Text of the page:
She continues, “The qualitative data starts to bear out that empathy really makes an impact. It becomes a superpower in your organization when there are systems to make it practical.”

The Latest Global Culture Report

Practical empathy for leaders is one of the highlights in the latest Global Culture Report from O.C. Tanner. Cox shares that another insight she finds valuable from the research report is “The 80% Experience,” which shows that “four-fifths of employees worldwide lack opportunities, technology, and autonomy in their work, and a very large number of them feel ignored and unvalued despite the imperative jobs they do.”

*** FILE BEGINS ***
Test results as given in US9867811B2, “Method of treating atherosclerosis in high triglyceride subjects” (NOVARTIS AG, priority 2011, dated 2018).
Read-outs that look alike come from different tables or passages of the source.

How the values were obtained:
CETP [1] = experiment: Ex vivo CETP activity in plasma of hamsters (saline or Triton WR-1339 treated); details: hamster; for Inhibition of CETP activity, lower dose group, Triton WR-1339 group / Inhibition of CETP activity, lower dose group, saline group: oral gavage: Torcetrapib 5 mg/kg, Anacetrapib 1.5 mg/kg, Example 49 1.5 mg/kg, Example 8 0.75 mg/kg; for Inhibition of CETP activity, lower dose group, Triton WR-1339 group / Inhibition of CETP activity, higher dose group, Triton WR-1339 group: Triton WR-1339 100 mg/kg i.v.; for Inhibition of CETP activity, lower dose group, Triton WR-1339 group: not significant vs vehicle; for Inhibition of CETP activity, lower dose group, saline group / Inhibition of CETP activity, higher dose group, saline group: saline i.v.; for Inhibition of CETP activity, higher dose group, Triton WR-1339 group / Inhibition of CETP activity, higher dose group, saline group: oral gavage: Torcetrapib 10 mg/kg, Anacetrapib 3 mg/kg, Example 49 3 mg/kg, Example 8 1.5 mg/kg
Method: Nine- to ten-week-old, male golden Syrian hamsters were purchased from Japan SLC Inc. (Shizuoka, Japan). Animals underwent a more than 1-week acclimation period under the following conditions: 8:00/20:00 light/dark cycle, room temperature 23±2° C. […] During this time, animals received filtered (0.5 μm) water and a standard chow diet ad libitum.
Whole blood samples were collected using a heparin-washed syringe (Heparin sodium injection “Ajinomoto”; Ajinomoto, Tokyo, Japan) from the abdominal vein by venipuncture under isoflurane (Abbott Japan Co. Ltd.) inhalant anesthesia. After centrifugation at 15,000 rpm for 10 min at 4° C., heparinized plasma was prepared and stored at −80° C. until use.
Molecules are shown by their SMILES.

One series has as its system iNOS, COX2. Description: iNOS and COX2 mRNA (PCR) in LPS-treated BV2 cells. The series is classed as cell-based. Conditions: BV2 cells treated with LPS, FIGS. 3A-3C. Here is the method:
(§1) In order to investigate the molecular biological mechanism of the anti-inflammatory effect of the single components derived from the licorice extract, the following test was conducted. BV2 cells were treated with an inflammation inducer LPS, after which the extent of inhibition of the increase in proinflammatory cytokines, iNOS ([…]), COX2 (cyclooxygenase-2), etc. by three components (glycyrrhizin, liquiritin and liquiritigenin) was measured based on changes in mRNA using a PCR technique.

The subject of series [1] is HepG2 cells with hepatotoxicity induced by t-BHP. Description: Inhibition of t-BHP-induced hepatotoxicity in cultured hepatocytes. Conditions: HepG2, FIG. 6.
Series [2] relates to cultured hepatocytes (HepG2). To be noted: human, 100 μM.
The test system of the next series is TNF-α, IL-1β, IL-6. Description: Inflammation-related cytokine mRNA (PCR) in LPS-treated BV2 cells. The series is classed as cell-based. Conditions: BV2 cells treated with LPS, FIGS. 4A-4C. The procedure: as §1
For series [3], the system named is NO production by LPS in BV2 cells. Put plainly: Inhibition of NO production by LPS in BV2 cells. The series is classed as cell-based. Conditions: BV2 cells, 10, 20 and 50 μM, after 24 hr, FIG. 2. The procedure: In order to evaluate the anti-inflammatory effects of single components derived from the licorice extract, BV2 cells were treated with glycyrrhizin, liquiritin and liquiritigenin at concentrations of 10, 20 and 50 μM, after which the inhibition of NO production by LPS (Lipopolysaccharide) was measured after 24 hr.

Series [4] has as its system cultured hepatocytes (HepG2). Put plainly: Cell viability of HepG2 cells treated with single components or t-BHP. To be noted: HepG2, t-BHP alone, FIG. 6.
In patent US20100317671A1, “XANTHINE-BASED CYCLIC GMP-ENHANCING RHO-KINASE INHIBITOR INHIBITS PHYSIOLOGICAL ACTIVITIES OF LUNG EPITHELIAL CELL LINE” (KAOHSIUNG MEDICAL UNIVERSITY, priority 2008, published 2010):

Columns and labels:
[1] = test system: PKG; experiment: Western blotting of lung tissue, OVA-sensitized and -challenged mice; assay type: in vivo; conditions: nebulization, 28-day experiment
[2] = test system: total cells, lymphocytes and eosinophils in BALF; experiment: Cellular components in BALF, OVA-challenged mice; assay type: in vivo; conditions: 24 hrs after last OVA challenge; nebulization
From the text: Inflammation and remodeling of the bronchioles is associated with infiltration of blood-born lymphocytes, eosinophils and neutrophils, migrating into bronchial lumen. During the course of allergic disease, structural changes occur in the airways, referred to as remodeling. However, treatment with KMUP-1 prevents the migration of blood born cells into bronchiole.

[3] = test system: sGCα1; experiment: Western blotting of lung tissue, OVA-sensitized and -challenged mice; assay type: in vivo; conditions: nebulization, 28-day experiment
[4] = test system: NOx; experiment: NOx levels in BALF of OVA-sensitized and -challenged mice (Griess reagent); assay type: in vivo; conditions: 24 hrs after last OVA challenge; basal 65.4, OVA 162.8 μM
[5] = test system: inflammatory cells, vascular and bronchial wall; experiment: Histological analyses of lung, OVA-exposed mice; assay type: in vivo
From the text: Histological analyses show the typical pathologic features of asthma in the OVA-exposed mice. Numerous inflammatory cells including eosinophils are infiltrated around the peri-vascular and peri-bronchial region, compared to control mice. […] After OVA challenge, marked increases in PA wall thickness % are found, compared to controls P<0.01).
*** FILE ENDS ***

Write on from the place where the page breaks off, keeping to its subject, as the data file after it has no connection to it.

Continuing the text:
Cox explains that this is about “making sure that we see everyone and enable everyone in our organization.” An important component of this concept is about not only offering access, but providing enablement. 

“Organizations can offer all kinds of benefits, but enabling employees to use them is key,” Cox says. “All of the hopes and outcomes that can be promised by doing something wonderful for your people… are lost in translation if we don't create the kind of enablement that allows them to access it.”

She goes on to note that access and enablement can be achieved in small, tangible ways, rather than through big initiatives. “We've adjusted company meeting times to make sure that they make sense for different shifts,” she shares. 

“Changing meeting times, staggering opportunities to participate in events, giving people a choice of how they want to participate in company events… These are tiny adjustments that actually have little impact to cost or planning. It's just the intention and the thoughtfulness.”

HR and AI